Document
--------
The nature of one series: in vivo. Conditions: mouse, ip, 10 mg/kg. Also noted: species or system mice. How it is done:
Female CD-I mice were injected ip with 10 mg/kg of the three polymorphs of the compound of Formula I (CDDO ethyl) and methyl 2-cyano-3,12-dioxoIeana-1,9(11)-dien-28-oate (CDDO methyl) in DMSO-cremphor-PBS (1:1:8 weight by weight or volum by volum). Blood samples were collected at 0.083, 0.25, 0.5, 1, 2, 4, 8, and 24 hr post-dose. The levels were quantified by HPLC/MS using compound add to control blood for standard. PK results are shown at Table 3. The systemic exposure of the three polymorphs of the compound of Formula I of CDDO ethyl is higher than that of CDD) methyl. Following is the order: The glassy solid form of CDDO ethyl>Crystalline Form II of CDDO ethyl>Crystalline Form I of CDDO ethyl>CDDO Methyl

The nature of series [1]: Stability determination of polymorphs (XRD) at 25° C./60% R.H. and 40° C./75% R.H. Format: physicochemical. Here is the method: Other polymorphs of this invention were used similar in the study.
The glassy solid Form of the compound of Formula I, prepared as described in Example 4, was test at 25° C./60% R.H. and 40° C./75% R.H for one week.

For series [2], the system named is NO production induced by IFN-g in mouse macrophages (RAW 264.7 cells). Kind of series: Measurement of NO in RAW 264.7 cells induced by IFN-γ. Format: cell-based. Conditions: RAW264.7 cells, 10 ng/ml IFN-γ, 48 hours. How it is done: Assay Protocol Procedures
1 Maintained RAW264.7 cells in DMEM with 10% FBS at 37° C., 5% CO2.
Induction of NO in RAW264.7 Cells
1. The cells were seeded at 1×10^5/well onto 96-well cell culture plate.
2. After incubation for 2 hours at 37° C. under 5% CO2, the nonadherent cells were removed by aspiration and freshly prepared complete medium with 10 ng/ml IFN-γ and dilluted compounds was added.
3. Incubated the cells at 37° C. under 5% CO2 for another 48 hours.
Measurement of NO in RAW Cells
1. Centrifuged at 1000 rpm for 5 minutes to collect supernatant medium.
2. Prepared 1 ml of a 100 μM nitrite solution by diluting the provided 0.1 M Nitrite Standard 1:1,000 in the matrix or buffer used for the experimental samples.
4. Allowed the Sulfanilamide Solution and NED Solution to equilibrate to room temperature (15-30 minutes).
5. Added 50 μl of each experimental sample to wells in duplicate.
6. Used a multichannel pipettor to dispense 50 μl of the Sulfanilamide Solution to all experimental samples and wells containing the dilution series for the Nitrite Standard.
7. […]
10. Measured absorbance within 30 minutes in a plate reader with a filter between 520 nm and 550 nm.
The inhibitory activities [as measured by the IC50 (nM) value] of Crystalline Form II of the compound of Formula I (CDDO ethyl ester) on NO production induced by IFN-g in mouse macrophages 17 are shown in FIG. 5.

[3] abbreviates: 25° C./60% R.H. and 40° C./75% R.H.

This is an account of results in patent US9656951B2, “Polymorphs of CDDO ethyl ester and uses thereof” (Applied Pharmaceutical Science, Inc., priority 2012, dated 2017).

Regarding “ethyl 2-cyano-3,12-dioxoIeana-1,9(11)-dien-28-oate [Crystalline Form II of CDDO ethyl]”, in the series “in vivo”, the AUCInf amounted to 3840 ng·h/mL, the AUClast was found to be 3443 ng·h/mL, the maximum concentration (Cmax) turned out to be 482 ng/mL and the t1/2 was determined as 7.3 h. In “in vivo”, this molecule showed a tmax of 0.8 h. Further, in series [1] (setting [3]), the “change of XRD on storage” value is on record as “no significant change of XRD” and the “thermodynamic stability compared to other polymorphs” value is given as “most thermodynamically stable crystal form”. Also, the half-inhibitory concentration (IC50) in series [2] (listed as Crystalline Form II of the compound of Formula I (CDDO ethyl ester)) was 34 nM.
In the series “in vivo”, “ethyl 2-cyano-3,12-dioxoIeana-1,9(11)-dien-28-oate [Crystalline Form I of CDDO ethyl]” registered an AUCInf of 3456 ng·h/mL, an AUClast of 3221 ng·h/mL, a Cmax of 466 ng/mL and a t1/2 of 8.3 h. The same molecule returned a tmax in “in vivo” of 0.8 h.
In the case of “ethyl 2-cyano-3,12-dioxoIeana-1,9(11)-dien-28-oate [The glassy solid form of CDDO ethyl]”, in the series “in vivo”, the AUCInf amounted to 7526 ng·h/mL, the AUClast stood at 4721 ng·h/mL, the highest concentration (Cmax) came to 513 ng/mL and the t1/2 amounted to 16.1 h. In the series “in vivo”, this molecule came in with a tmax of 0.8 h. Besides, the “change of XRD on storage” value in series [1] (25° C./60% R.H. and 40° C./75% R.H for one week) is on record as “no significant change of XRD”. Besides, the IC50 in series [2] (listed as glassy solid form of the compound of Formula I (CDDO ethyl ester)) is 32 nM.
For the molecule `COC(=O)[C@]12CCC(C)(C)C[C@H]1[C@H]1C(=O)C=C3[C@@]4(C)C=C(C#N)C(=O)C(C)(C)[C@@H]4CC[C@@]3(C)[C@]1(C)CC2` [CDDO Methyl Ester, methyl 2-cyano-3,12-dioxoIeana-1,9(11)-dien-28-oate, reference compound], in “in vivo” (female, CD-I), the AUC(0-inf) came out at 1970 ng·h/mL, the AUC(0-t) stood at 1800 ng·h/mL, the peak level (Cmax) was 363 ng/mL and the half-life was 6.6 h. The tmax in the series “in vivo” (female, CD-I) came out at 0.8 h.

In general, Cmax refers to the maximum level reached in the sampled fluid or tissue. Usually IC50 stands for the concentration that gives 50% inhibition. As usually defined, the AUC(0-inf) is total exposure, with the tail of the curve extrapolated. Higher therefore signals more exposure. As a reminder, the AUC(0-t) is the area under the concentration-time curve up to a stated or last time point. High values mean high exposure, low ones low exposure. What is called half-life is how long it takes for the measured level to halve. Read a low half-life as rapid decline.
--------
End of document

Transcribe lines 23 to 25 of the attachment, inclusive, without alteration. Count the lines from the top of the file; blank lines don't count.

In the series “in vivo”, “ethyl 2-cyano-3,12-dioxoIeana-1,9(11)-dien-28-oate [Crystalline Form I of CDDO ethyl]” registered an AUCInf of 3456 ng·h/mL, an AUClast of 3221 ng·h/mL, a Cmax of 466 ng/mL and a t1/2 of 8.3 h. The same molecule returned a tmax in “in vivo” of 0.8 h.
In the case of “ethyl 2-cyano-3,12-dioxoIeana-1,9(11)-dien-28-oate [The glassy solid form of CDDO ethyl]”, in the series “in vivo”, the AUCInf amounted to 7526 ng·h/mL, the AUClast stood at 4721 ng·h/mL, the highest concentration (Cmax) came to 513 ng/mL and the t1/2 amounted to 16.1 h. In the series “in vivo”, this molecule came in with a tmax of 0.8 h. Besides, the “change of XRD on storage” value in series [1] (25° C./60% R.H. and 40° C./75% R.H for one week) is on record as “no significant change of XRD”. Besides, the IC50 in series [2] (listed as glassy solid form of the compound of Formula I (CDDO ethyl ester)) is 32 nM.
For the molecule `COC(=O)[C@]12CCC(C)(C)C[C@H]1[C@H]1C(=O)C=C3[C@@]4(C)C=C(C#N)C(=O)C(C)(C)[C@@H]4CC[C@@]3(C)[C@]1(C)CC2` [CDDO Methyl Ester, methyl 2-cyano-3,12-dioxoIeana-1,9(11)-dien-28-oate, reference compound], in “in vivo” (female, CD-I), the AUC(0-inf) came out at 1970 ng·h/mL, the AUC(0-t) stood at 1800 ng·h/mL, the peak level (Cmax) was 363 ng/mL and the half-life was 6.6 h. The tmax in the series “in vivo” (female, CD-I) came out at 0.8 h.